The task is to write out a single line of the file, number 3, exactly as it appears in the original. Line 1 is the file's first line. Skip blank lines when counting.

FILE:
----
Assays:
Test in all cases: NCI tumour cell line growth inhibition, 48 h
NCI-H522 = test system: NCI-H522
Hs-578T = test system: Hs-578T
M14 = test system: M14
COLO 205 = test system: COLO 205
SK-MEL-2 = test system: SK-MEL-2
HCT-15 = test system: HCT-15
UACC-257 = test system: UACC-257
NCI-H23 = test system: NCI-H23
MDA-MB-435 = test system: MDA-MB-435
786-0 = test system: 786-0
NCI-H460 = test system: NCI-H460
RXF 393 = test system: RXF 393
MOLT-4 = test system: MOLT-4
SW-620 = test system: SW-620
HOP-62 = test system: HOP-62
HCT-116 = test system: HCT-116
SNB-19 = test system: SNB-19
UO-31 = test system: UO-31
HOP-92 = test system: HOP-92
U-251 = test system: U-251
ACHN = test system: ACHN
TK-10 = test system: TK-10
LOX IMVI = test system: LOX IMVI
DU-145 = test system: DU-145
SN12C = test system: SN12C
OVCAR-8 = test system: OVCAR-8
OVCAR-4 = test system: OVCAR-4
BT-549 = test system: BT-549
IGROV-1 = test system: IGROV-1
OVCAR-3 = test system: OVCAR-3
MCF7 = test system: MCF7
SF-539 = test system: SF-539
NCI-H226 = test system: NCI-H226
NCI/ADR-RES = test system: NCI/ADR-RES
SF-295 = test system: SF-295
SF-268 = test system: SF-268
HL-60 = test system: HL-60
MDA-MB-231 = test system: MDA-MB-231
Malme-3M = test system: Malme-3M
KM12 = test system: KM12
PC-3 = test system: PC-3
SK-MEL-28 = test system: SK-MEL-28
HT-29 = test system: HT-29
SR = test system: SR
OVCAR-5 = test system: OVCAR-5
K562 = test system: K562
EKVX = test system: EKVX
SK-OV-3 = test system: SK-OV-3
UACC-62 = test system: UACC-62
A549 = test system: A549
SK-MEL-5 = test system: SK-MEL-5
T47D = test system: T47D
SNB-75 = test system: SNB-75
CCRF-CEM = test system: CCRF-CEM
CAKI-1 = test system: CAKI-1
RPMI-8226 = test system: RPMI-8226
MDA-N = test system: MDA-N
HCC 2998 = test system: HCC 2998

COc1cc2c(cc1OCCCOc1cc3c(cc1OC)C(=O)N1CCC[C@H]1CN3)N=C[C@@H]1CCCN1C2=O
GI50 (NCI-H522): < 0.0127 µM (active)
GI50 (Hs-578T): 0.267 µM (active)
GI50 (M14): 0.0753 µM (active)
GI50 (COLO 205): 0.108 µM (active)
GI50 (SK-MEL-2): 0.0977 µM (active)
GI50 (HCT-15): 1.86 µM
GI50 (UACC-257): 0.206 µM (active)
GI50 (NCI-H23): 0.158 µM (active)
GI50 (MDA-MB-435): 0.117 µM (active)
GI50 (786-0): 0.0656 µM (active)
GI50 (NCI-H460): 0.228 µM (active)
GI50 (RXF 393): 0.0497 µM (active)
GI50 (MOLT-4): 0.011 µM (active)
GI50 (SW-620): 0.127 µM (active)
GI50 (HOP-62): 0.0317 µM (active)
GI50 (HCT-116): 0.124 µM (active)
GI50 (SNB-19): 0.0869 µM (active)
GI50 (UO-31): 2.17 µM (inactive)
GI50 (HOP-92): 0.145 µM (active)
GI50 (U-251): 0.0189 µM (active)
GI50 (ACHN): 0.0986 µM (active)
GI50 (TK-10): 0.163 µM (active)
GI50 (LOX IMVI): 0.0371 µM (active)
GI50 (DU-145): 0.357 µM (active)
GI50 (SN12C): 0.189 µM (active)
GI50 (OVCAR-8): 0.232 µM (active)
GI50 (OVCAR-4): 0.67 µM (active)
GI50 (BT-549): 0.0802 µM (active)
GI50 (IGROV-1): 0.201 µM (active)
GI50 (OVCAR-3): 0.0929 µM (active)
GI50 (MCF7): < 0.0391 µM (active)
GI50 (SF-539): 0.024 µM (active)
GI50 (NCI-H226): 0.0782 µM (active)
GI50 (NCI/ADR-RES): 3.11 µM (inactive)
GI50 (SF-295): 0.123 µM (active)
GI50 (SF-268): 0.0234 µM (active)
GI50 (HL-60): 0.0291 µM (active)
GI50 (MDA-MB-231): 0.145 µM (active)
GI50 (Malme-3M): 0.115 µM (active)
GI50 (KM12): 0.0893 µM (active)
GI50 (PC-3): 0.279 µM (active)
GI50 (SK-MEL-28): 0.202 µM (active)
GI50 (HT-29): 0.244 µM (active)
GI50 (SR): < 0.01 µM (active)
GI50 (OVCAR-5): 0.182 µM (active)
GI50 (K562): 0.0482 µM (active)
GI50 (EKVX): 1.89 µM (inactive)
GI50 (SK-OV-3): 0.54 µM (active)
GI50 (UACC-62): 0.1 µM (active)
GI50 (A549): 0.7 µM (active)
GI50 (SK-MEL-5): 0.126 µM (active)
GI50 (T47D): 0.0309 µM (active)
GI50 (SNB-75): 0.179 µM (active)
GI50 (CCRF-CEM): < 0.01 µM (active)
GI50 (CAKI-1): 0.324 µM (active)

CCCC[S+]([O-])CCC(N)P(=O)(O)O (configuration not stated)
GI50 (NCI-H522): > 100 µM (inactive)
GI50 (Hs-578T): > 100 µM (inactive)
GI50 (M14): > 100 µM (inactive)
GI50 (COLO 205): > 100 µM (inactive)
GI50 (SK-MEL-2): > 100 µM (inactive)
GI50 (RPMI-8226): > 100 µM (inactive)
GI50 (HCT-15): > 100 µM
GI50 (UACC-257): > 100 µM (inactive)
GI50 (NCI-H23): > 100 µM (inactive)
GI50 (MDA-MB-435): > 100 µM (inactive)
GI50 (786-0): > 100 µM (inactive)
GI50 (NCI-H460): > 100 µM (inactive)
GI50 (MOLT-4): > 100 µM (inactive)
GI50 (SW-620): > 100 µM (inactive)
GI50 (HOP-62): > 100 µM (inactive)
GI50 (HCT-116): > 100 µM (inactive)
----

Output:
NCI-H522 = test system: NCI-H522